Friday, March 27, 2015

Perception Versus Reality: Do People Get More From Credit Unions Than Banks?

The Credit Union National Association (CUNA), the credit union equivalent to the American Bankers' Association (ABA), states that credit unions exist to serve members, returning earnings to members in the form of lower loan rates, higher interest on deposits, and lower fees.

Nearly four years ago, I tested the higher interest on deposits claim in a guest post with the exact title on The Financial Brand, an industry publication geared towards marketing executives at banks and credit unions. The reaction that I received, in person, via e-mail, and in the comments were a little sharp-edged. Clearly this remains an emotional issue.

When the going gets tough, go to the facts. In 2011, banks paid higher interest on their interest bearing deposits than credit unions throughout the measurement period. 

When I re-ran the analysis, what was true back in 2011 still holds true (see chart).

There is a difference in my analytics. I searched on banks and credit unions between $500 million and $5 billion in total assets. I took a wider swath in 2011 with institutions between $100 million and $10 billion. Today's analysis reduced the amount of very small financial institutions.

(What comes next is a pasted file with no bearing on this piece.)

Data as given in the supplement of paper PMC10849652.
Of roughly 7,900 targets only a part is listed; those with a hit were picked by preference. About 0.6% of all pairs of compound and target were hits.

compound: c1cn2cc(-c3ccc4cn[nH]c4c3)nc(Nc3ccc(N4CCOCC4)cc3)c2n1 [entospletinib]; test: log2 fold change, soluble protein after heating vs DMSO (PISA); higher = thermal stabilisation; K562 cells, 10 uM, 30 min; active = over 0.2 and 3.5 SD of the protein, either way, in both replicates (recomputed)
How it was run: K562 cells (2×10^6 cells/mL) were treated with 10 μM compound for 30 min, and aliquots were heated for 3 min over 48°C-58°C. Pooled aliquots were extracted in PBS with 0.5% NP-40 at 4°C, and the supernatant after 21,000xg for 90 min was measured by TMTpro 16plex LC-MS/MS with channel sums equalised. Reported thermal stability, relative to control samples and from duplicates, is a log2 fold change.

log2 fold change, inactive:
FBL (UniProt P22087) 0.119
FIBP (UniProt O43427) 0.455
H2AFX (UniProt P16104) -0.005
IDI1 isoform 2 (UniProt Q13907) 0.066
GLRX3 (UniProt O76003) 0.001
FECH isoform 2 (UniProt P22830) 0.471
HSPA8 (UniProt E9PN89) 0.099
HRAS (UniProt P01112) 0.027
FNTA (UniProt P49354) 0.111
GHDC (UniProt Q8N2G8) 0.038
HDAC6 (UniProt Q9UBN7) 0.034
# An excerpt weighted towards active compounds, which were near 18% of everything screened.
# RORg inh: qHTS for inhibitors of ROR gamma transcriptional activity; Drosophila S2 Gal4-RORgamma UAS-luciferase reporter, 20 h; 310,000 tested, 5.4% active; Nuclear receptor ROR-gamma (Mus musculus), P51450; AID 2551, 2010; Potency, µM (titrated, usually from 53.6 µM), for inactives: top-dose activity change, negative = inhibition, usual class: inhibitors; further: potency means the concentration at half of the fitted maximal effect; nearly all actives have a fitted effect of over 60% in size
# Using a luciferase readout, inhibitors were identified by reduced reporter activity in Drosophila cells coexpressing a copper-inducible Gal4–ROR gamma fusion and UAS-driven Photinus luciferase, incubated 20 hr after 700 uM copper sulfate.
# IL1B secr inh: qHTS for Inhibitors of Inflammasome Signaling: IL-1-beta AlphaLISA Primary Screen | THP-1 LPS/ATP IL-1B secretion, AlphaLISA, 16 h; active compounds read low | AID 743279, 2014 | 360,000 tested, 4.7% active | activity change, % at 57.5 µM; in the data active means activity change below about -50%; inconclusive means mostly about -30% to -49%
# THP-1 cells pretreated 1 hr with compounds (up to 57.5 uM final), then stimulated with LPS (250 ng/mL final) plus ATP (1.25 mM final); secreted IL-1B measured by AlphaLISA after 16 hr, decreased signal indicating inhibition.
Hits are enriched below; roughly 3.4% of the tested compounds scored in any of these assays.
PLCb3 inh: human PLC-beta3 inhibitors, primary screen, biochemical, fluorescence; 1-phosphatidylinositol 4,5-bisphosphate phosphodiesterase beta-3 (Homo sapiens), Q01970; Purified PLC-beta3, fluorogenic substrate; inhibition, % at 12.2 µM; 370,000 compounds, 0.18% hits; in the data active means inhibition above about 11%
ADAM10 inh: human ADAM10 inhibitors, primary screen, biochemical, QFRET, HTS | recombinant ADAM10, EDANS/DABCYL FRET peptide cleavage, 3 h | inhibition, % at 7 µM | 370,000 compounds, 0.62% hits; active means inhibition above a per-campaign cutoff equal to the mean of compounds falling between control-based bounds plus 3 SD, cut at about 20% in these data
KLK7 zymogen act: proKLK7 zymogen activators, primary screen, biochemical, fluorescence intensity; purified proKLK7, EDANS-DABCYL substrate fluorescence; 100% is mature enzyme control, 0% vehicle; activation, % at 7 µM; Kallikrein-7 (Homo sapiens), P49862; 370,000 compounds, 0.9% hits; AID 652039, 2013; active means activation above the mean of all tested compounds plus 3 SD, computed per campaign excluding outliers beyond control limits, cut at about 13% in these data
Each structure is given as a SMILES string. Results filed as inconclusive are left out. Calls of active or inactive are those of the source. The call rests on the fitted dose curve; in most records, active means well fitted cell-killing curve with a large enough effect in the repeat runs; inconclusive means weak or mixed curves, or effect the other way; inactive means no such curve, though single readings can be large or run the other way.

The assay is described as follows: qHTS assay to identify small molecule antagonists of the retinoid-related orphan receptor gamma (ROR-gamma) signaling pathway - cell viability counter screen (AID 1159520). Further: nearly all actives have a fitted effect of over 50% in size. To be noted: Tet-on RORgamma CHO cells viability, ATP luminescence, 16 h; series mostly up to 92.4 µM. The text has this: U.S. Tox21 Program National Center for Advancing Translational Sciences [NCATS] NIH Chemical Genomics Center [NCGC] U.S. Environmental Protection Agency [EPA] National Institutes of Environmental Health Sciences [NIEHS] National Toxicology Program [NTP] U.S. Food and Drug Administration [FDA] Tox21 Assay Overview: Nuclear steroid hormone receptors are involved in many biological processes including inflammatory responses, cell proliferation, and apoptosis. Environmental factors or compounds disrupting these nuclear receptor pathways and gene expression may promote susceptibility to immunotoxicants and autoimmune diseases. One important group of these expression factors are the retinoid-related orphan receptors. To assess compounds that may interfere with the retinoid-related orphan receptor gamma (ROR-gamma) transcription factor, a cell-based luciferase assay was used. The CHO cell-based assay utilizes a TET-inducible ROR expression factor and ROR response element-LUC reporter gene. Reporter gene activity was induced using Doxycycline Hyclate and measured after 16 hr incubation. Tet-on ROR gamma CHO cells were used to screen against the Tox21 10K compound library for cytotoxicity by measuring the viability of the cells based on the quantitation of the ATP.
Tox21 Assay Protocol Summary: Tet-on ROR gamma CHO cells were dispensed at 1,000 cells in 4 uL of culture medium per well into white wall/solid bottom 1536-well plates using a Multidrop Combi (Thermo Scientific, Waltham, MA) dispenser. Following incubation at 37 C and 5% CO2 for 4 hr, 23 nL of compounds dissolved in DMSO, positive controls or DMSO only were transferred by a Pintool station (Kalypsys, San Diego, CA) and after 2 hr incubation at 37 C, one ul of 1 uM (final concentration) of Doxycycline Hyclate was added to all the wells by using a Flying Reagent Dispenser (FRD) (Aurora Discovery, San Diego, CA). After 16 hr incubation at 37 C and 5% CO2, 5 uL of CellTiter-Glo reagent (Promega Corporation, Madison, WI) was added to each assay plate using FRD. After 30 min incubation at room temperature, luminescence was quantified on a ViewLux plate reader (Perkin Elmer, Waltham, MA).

I continued to control for commercially oriented banks by limiting to banks with less than 30% commercial real estate or commercial business loans as a percent of total loans. Those banks tend to have higher level of business deposits, which tend to drive down cost of deposits. However, to further control for this, I only selected interest expense as a percent of interest bearing deposits, not counting checking accounts that pay no interest.

Based on the above, for the sum total of all interest bearing deposits, banks pay higher rates, on average.

Surprisingly, changing the institution size did tell a different story in non-interest expense to average assets, or what is termed the expense ratio (see chart).

Perhaps the financial crisis, which credit unions survived surprisingly well with the exception of corporate credit unions (similar to bankers' banks), woke up credit union leadership to scrutinize operating expense to increase profits. 

Yes, you read profits. Where do you think credit unions get their capital? If credit unions suffered a similar fate to many community banks, they couldn't back up the truck for shareholders to pony up equity to help absorb losses. Becoming more profitable was the logical solution to building up capital positions.